The ExxonMobil Mushers’ Choice Award is given to the musher that the finishing mushers vote on as being the most inspirational musher on the trail. This year the mushers chose to give the award to Aaron Burmeister who completed the race despite wrenching in knee in the early stages of the race. He is still having a hard time walking – especially having to climb up and down the stairs to the stage! His young son however, had the time of his life and followed his dad everywhere! Aaron received a special gold coin valued at $3,900.
The Northern Air Cargo Herbie Nayokpuk Award is chosen by the checkers in the checkpoints along the trail. It is given to the musher who most demonstrates the spirit of the Iditarod along the trail. It is named after Herbie Nayokpuk who is also known as the “Shishmaref Cannon Ball.” You can read more about him here. This year the award was presented to a clearly moved Newton Marshall to the resounding cheers of the crowd. This may be the most quiet I’ve ever seen Newton. He was clearly moved and didn’t really know what to say. I know that he’s been struggling to raise the funds needed to run this race and a little birdie told me they were raising funds to get him out of Nome right up to the very last minute, so I know this award will help. He was given free freight on Northern Air Cargo, a trophy, and a jacket with $1,049 in one dollar bills stuffed into the pockets. I have heard Newton say time and again that he loves people and he loves meeting people, so I’m sure the fact that his award was voted on by the volunteers in the checkpoints will make it all that much more special to him.
The Golden Clipboard Award is given by the finishers to a checkpoint each year. This year, the finishers chose to recognize the town and checkpoint of Galena. The town was devastated by floods about nine months ago an is still putting their town back together. In presenting the award, Mark Nordman the Race Director, recalled a conversation he had with the mayor of the town. “Are you sure you are ready for the Iditarod to descend on you?” “We need the Iditarod to come,” was the response. I know that thought was echoed by the people I met and talked to in that town. Having the Iditarod come gave them back a sense of normalcy and something to look forward to. The race needed Galena and Galena needed the race. It was a perfect match.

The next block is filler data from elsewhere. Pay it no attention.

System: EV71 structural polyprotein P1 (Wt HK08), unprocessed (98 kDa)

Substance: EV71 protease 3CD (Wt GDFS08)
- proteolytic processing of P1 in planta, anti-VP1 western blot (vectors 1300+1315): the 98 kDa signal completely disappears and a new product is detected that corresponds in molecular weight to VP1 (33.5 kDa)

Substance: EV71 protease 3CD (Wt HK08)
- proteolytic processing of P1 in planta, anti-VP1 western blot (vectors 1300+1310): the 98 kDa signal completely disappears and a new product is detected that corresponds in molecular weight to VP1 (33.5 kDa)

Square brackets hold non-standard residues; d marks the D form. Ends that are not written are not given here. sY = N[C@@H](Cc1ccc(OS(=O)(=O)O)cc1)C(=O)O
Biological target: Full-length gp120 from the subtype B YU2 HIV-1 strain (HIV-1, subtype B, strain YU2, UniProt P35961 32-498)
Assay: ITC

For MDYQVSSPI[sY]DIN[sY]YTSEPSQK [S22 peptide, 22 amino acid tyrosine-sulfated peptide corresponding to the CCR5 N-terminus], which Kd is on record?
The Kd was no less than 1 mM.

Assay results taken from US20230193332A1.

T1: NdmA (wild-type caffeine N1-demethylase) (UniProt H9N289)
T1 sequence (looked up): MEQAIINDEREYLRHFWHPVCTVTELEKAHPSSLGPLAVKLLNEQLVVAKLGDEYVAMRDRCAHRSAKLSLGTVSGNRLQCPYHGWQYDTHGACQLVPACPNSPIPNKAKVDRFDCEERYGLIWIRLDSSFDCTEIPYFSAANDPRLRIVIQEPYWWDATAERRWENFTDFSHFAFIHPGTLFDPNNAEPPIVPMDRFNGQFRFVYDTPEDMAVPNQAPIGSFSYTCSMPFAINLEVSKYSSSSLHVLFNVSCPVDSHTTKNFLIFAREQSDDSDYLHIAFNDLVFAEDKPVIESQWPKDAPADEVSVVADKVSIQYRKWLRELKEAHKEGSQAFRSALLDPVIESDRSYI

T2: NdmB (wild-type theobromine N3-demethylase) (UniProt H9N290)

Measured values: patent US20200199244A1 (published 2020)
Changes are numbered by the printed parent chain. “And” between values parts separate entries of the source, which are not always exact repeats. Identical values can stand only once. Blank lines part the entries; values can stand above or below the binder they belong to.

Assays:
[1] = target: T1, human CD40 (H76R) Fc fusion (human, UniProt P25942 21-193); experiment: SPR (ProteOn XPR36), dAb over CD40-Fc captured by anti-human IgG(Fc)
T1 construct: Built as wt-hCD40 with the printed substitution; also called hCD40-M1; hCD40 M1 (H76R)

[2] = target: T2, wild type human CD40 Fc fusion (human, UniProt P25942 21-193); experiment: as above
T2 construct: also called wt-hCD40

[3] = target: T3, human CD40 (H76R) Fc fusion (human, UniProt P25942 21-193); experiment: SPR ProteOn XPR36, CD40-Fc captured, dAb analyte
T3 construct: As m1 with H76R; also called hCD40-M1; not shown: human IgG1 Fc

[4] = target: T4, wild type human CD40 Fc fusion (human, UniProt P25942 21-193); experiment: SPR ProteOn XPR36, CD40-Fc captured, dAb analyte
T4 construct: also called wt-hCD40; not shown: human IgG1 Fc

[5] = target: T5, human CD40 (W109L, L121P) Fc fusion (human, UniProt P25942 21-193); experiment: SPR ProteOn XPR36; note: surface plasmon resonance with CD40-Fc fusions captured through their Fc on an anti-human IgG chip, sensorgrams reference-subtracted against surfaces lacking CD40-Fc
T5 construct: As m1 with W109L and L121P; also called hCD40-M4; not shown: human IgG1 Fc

The mushers traditionally award one vet with the Golden Stethoscope Award each year. This year they decided they couldn’t choose just one explained Aily Zirkle and Karin Hendrickson. Instead, Jeff Schultz, the official Iditarod photographer, donated a print that will be given to each and every vet as a memento.
For the fifth time in his career, Martin Buser was awarded the Leonhard Seppala Humanitarian Award. This award is given to a musher who is competitive (finishing in the top 20) whom the vets have determined has given outstanding care to his dogs. Each vet on the trail turns in votes for first, second, and third place. At the finish, each dog is scored after being given a physical. They also look at their gait. The scores are added together to determine a winner. Martin, in accepting this award, was obviously moved. He reiterated that it was he who let down his dogs. That the two-legged person couldn’t keep up with the four-legged ones. I’m not sure I agree with that. He clearly took exceptional care of them on the trail, and that is an admirable thing.
The City of Nome Lolly Medley Golden Harness Award is given to an outstanding lead dog selected by the mushers. Lolly Medley was a harness maker from the town of Wasilla and one of the first two women to compete in the Iditarod in 1974. The golden harness was awarded to Beatle, one of Dallas’ lead dogs. Beatle came in to get his award and Dallas joked, “This is the hardest part of the Iditarod for him!” and in fact he did look a little stunned by the crowd of people and the flashbulbs going off! Dallas also talked about his other lead dog Reef. Reef had been training all year with Christian Turner, who was running Dallas’ puppy team. At the last minute Reef graduated from the puppy team to the A-Team and ended up hitting the trail with Dallas! Imagine being called up to the major leagues and then going on to win the World Series! Wow!